AWS Blog

Amazon Aurora Update – Call Lambda Functions From Stored Procedures; Load Data From S3

by Jeff Barr | on | in Amazon Aurora, Amazon S3, AWS Lambda | | Comments

Many AWS services work just fine by themselves, but even better together! This important aspect of our model allows you to select a single service, learn about it, get some experience with it, and then extend your span to other related services over time. On the other hand, opportunities to make the services work together are ever-present, and we have a number of them on our customer-driven roadmap.

Today I would like to tell you about two new features for Amazon Aurora, our MySQL-compatible relational database:

Lambda Function Invocation – The stored procedures that you create within your Amazon Aurora databases can now invoke AWS Lambda functions.

Load Data From S3 – You can now import data stored in an Amazon Simple Storage Service (S3) bucket into a table in an Amazon Aurora database.

Because both of these features involve Amazon Aurora and another AWS service, you must grant Amazon Aurora permission to access the service by creating an IAM Policy and an IAM Role, and then attaching the Role to your Amazon Aurora database cluster. To learn how to do this, see Authorizing Amazon Aurora to Access Other AWS Services On Your Behalf.

Lambda Function Integration
Relational databases use a combination of triggers and stored procedures to enable the implementation of higher-level functionality. The triggers are activated before or after some operations of interest are performed on a particular database table. For example, because Amazon Aurora is compatible with MySQL, it supports triggers on the INSERT, UPDATE, and DELETE operations. Stored procedures are scripts that can be run in response to the activation of a trigger.

You can now write stored procedures that invoke Lambda functions. This new extensibility mechanism allows you to wire your Aurora-based database to other AWS services. You can send email using Amazon Simple Email Service (SES), issue a notification using Amazon Simple Notification Service (SNS), insert publish metrics to Amazon CloudWatch, update a Amazon DynamoDB table, and more.

At the appliction level, you can implement complex ETL jobs and workflows, track and audit actions on database tables, and perform advanced performance monitoring and analysis.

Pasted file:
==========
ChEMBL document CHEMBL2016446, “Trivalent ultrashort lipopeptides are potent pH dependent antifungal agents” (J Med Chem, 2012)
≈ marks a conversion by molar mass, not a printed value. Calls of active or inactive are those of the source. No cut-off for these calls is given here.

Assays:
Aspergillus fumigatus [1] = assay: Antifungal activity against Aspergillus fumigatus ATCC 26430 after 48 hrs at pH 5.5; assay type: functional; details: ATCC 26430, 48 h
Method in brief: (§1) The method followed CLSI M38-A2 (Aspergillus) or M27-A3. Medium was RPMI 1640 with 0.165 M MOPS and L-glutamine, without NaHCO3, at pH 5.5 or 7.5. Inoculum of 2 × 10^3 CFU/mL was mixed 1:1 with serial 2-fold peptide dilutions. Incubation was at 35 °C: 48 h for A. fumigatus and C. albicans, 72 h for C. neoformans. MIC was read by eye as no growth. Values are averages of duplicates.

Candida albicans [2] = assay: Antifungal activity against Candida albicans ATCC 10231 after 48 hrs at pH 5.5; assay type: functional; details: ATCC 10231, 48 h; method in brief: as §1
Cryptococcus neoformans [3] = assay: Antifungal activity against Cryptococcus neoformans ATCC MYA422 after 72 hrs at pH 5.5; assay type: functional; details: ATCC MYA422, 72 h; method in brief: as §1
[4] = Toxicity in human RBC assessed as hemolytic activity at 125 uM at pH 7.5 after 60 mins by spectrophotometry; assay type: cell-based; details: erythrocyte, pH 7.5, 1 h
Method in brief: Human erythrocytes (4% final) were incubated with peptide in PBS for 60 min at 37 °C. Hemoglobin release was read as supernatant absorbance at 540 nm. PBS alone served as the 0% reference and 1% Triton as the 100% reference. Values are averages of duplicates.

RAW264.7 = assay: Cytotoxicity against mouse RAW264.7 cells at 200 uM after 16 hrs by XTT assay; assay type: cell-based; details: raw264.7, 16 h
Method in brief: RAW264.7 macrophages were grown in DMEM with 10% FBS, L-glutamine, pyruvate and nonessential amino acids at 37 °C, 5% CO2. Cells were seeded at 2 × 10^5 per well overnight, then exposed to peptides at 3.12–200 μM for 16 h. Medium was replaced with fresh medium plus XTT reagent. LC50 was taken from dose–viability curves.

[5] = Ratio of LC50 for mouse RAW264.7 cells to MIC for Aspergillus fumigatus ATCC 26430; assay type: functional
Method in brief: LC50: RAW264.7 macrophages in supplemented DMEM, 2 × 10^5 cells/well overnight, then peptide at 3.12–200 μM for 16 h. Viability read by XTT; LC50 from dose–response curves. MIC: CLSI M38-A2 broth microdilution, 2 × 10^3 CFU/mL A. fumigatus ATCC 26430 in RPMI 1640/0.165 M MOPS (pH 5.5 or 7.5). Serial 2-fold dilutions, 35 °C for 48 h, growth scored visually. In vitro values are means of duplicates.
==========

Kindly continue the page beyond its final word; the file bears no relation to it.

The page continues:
Your stored procedure must call the mysql_lambda_async procedure. This procedure, as the name implies, invokes your desired Lambda function asynchronously, and does not wait for it to complete before proceeding. As usual, you will need to give your Lambda function permission to access any desired AWS services or resources.

To learn more, read Invoking a Lambda Function from an Amazon Aurora DB Cluster.

Load Data From S3
As another form of integration, data stored in an S3 bucket can now be imported directly in to Aurora (up until now you would have had to copy the data to an EC2 instance and import it from there).

The data can be located in any AWS region that is accessible from your Amazon Aurora cluster and can be in text or XML form.

To import data in text form, use the new LOAD DATA FROM S3 command. This command accepts many of the same options as MySQL’s LOAD DATA INFILE, but does not support compressed data. You can specify the line and field delimiters and the character set, and you can ignore any desired number of lines or rows at the start of the data.

To import data in XML form,  use the new LOAD XML from S3 command. Your XML can look like this:

<row column1="value1" column2="value2" />
<row column1="value1" column2="value2" />

Or like this:


Or like this:

  <field name="column1">value1</field>
  <field name="column2">value2</field>

To learn more, read Loading Data Into a DB Cluster From Text Files in an Amazon S3 Bucket.

Available Now
These new features are available now and you can start using them today!

There is no charge for either feature; you’ll pay the usual charges for the use of Amazon Aurora, Lambda, and S3.